New York State Serious Injury Threshold

In New York State if you are injured in an automobile accident you qualify for No-Fault benefits which ensures individuals receive coverage for their medical bills and lost wage if necessary. These benefits can cover medical expenses, lost earnings, and incidental costs, regardless of who was at fault in a crash. The No-Fault coverage received from an accident derives from the vehicle that you, the individual who is injured, were in. You are entitled to medical treatment and out of pocket expenses that are directly related to the accident from No-Fault. However, with a No-Fault claim you are not entitled to compensation from the “pain and suffering” that arose from the damages related to your accident, also known as your injuries. The No-Fault system set in place covers injuries sustained, however, it is important to understand that this does not cover vehicle damage claims.  Typically, most No-Fault agreements allow for up to $50,000.00 in No-Fault benefits, with additional benefits available for an additional price added onto your premium if selected.  Since No-Fault typically covers your medical expenses and lost wages, any type of settlement that one would receive for their injuries would come from the insurance company of the at-fault party or driver.  Typically, a separate insurance company than your No-Fault provider.  In order to eligible for a potential settlement, your injuries must meet the New York State threshold for “Serious Injury”.

New York State has a law called the Serious Injury Threshold. This is defined as “a plaintiff in a personal injury accident that arose out of negligence in the use or operation of a motor vehicle”. This person or “plaintiff” must establish that he or she has suffered a basic economic loss that exceeds $50,000.00 or the plaintiff must establish that he or she has suffered a “serious injury”. Not every injury that one suffers can qualify to meet the New York State’s Serious Injury Threshold.

In order to evaluate someone’s personal injury case, there needs to be certain criteria and loss met caused by the negligence of another person to meet the standards to qualify. Each case has injuries and while many have suffered loss and pain that is serious to them, if they are not within the “serious injury threshold”, they will not fall within the definitions of the statue to pursue the action in court.

In order to meet this “Serious Injury” requirement, an injured person has to prove that the injuries sustained falls into any one of the following nine categories of injuries sated below.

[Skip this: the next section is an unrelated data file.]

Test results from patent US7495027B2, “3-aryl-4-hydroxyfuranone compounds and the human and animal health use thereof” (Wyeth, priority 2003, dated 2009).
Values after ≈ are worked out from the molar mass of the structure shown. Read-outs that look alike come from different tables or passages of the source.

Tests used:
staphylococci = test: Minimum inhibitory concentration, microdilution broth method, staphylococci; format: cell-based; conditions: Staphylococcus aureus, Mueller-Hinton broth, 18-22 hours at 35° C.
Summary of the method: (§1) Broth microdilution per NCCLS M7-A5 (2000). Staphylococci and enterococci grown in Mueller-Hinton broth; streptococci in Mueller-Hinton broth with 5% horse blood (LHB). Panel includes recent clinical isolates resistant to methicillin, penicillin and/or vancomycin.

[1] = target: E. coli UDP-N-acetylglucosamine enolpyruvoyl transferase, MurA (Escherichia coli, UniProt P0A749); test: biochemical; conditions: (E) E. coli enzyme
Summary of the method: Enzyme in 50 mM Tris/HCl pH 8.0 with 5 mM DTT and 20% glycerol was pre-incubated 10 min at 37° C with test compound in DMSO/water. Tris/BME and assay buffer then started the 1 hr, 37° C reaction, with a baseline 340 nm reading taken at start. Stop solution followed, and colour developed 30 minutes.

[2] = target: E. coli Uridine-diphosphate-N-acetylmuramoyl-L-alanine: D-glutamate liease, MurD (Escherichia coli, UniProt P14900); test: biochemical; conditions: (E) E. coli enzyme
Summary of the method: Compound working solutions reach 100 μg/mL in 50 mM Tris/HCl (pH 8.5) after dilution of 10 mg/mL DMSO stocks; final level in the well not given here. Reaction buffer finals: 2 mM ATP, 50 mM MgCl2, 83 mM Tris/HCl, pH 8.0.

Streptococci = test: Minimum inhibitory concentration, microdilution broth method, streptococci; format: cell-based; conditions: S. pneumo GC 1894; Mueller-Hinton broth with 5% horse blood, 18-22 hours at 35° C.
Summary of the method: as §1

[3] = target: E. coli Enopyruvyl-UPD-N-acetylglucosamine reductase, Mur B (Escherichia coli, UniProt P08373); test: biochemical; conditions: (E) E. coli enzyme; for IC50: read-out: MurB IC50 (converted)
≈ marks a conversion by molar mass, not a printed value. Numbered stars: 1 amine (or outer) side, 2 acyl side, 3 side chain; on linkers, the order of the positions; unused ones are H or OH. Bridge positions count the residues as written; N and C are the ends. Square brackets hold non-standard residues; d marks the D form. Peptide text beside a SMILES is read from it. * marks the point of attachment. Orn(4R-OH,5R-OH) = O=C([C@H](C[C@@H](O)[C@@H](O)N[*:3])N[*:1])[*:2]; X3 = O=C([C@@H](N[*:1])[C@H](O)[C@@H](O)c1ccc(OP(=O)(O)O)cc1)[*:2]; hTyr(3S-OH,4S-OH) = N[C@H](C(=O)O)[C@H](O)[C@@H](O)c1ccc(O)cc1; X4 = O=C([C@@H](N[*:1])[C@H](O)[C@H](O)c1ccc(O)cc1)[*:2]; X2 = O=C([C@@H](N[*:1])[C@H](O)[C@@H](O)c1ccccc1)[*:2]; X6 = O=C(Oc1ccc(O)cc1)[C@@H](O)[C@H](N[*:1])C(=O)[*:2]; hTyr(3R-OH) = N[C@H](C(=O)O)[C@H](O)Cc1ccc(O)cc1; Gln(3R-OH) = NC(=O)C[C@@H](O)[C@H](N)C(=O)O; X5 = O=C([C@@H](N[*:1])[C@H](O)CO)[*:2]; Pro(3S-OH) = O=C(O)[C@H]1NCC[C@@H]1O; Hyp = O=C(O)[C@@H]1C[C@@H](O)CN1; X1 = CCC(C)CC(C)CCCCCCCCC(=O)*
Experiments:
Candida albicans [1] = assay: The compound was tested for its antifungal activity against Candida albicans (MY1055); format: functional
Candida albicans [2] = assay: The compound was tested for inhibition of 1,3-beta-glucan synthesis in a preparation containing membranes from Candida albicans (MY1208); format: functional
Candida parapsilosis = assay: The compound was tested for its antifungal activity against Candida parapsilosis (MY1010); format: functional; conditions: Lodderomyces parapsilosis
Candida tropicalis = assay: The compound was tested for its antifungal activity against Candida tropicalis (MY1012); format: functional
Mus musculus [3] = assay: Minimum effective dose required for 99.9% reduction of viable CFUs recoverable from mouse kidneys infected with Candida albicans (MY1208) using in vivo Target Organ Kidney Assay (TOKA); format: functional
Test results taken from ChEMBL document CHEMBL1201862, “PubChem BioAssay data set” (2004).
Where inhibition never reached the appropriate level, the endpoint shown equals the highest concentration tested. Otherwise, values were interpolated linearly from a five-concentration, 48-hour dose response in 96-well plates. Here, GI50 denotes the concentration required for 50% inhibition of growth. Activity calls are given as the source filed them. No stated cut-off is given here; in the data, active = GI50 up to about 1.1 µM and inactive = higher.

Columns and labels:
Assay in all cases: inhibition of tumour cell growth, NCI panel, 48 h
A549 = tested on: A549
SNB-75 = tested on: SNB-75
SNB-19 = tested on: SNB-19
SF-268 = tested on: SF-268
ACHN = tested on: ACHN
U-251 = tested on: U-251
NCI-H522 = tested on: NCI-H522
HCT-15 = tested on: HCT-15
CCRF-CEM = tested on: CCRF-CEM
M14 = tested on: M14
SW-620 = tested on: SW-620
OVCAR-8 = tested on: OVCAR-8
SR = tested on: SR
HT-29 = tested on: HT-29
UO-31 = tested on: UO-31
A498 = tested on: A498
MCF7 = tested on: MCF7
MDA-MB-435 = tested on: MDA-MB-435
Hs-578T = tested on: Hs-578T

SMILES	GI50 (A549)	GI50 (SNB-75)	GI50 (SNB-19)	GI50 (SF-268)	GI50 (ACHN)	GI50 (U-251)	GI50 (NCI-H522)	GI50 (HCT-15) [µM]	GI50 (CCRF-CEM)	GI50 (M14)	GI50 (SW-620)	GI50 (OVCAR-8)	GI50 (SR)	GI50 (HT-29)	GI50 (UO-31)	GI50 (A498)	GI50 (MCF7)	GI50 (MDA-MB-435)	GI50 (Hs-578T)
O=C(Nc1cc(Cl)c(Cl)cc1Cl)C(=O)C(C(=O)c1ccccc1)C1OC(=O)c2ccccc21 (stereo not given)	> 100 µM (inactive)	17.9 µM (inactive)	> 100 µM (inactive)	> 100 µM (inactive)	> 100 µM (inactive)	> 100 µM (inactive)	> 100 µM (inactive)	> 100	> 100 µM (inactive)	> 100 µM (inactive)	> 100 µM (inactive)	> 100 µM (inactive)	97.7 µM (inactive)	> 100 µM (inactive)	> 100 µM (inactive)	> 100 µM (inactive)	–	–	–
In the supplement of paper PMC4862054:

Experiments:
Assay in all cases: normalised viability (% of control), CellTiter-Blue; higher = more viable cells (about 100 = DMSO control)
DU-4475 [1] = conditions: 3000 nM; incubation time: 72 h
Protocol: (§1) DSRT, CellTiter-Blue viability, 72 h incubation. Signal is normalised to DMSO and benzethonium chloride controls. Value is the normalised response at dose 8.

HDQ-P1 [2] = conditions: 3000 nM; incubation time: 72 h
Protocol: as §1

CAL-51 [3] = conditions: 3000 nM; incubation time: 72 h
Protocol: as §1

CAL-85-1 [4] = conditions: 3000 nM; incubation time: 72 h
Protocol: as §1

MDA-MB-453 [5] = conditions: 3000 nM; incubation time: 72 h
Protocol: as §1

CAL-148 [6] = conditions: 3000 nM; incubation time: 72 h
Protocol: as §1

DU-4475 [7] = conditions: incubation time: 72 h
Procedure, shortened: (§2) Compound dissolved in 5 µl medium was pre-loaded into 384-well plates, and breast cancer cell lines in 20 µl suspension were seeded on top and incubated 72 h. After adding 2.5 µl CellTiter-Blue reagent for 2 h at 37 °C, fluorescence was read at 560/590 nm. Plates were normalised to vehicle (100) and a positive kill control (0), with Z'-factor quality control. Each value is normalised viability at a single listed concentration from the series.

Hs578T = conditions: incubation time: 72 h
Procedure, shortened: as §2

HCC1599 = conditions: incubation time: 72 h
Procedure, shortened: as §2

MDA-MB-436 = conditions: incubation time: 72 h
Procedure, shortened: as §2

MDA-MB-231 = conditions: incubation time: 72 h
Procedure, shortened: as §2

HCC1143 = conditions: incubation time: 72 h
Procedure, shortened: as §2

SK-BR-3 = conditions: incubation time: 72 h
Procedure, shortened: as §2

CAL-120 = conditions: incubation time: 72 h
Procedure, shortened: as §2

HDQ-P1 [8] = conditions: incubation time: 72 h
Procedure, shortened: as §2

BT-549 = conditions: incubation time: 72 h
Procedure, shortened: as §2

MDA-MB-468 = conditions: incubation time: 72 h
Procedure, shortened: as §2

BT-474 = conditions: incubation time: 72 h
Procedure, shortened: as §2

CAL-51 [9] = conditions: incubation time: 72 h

In New York State Insurance law “serious injury” is defined as the following:        

  • Death
  • Dismemberment
  • Significant disfigurement
  • Fracture
  • Loss of a fetus
  • A permanent loss of use of a body organ, member, function or system
  • A permanent consequential limitation of use of a body organ or member
  • A significant limitation of use of a body function or system
  • Medically determined injury or impairment of a non-permanent nature which prevents the injured person from performing substantially all of the material acts which constitute such person’s usual and customary daily activities for not less than ninety days during the one hundred and eighty days immediately following the occurrence of the injury or impairment

Determining Serious Injury

While some of these unfortunate conditions are straight forward and easy to determine, there are some conditions such as the final three that commonly are disputed. In many personal injury cases there are common injuries such as herniated disks, muscle strains, and other “soft tissue” injuries. While these are not specifically laid out in the New York State Serious Threshold Injury, they can but not always qualify for the threshold depending on how the injury effected the individual and how serious it was. It should be understood that even in cases of soft-tissue injury that require major surgery to repair the damage, these injuries may still not qualify as “Serious Injuries”.

The decision on whether or not someone has met the criteria for a Serious Injury Threshold claim will ultimately fall on the court to render a decision concerning the legal sufficiency of someone’s injuries. In doing so, the court will look at many different factors.  Specifically, the court will examine medical records, opinions of the physician treating, if there were pre-existing injuries and how they may have affected this current injury, gaps in treatment, and how long the person was unable to perform their daily activities. It is imperative that the person makes immediate complaints about the injuries and pain at the time of the accident, get emergency care treatment the same day as the crash or within the next few days, miss time from work related to the injury, consistent treatments over a long period of time, and receive a specific diagnosis related directly to your injuries.

Exceptions

There are exceptions to the “Serious Injury” Threshold. For example, motorcycle accident injuries are not covered by the New York State Serious Injury Threshold. This means that if you have been involved in a motorcycle accident, you are allowed to sue the at-fault party for injuries and damages such as medical bills, lost wages, pain and suffering, and emotional distress.

The Serious Injury Threshold is very difficult and complicated to understand. If you believe you have a case that can meet this threshold, it is very important to contact an attorney. This is where Ramos and Ramos can step in and help. Our team has numerous prestige and experienced Personal Injury attorneys that can help you determine the seriousness of your injuries and how to proceed. Our team works diligently to make sure we evaluate every case to the fullest and help you receive the compensation you are entitled to and deserve.